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Total Force Administration System (TFAS)
Bringing The Marine Corps Administration System “On-Line” with Today and Tomorrow

 

 
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Gerald H. Gaskins, Lieutenant Colonel, USMC

“We need to look at those functions that Marines perform in the supporting establishment and ask ourselves how many of those functions can be out-sourced.  My goal is to return as many of our Marines as possible to the operating forces.”
                              James L. Jones
                              Commandant of the Marine Corps

Personnel administration processes in the Marine Corps changed very little since I came on active duty in 1981.  There are some changes; direct deposit, email, but overall the actual mechanics to affect my personal record is pretty much the same; paper intensive; manual processing; multiple layers of management oversight; and slow reaction time from start through execution and feedback.  This is under normal conditions by being physically co-located with an operational unit with a personnel administration department.  However, on several occasions, my career assignments were remote from my parent unit and I had to conduct my personnel administration business by driving miles for even the most routine administrative tasks.  This is done at the expense of my duty time and inconvenience. This situation is not uncommon when you consider the multitude of assignments for individuals in our recruiting commands; Military Officer and Enlisted Instructors at the universities; embassy and deployed Marines.  In most cases, Marines will forego maintenance of their record in a timely manner in favor of accumulating transactions for input at a later date when it is more convenient.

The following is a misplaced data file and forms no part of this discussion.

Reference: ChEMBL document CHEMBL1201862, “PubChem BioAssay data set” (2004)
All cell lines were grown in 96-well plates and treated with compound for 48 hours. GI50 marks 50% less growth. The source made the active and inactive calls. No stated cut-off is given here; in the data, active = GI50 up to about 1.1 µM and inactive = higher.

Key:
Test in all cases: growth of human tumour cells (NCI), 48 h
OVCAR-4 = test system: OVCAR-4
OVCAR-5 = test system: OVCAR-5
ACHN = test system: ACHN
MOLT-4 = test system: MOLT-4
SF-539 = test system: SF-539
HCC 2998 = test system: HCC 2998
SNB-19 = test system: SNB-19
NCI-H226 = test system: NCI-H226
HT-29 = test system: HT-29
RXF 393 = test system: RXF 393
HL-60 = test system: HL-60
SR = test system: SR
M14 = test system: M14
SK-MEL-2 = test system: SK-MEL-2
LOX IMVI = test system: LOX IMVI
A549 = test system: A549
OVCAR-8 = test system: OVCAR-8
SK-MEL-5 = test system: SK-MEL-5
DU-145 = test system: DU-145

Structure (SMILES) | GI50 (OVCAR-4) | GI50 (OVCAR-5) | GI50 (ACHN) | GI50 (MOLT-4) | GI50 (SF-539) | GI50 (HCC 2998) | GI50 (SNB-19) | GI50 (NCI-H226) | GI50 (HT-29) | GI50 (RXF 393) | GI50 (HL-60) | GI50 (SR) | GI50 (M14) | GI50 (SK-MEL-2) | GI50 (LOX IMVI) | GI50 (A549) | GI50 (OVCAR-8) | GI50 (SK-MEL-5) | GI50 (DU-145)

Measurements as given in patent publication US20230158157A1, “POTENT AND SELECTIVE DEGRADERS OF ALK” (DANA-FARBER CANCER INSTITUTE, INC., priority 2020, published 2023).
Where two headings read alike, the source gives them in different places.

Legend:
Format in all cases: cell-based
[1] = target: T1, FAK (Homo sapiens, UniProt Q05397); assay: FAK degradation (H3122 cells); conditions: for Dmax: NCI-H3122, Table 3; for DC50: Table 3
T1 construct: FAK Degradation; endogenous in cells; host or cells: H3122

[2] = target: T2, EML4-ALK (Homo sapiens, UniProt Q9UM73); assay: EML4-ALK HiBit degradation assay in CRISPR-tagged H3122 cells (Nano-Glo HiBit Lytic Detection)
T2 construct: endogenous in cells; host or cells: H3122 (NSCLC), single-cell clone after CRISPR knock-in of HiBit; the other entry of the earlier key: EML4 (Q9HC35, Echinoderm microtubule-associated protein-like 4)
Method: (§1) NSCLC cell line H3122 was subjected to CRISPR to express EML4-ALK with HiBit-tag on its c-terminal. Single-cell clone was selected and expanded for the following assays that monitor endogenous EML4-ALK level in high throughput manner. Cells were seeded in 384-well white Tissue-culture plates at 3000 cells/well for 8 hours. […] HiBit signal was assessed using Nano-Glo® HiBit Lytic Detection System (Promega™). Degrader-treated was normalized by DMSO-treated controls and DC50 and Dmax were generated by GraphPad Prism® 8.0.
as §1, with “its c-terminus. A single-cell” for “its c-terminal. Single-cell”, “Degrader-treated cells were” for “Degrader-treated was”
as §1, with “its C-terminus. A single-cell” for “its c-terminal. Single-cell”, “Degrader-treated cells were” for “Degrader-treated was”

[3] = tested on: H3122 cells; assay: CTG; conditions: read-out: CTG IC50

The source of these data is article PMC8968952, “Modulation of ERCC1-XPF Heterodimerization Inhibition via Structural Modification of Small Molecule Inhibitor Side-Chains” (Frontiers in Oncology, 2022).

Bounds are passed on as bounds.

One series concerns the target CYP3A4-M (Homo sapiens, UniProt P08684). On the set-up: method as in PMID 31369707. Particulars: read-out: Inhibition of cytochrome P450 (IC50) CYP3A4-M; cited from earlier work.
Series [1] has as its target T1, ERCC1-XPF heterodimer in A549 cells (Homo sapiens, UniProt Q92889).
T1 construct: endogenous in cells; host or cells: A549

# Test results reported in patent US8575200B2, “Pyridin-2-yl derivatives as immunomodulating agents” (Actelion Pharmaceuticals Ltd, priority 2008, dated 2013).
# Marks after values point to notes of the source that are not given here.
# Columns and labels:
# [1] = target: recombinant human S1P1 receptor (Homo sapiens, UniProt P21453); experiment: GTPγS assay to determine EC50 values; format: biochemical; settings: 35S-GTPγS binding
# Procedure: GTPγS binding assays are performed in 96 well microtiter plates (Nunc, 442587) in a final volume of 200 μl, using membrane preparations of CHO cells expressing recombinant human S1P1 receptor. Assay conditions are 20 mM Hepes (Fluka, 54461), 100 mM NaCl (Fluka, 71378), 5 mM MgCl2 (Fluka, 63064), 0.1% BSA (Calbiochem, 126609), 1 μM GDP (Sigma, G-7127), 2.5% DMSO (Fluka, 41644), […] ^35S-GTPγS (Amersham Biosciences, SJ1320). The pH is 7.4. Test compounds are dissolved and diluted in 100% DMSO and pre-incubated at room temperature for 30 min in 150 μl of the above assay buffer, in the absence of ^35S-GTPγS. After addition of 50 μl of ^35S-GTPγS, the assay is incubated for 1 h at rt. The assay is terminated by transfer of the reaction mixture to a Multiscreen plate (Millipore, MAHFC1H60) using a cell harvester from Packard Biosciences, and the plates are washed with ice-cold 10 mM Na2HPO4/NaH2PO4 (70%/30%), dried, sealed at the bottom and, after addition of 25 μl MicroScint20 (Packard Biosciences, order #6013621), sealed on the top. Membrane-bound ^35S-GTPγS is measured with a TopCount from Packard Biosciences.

The condition I just described adversely affects the state of readiness in the Marine Corps.  Some would say, that this is an exaggeration, however, if you think about it, the role of personnel administration is significant in the state of morale and welfare of the individual Marine.  If a Marine is not totally centered on his duties due to failures or frustrations in the personnel administration processing then his mind is not on his primary duties.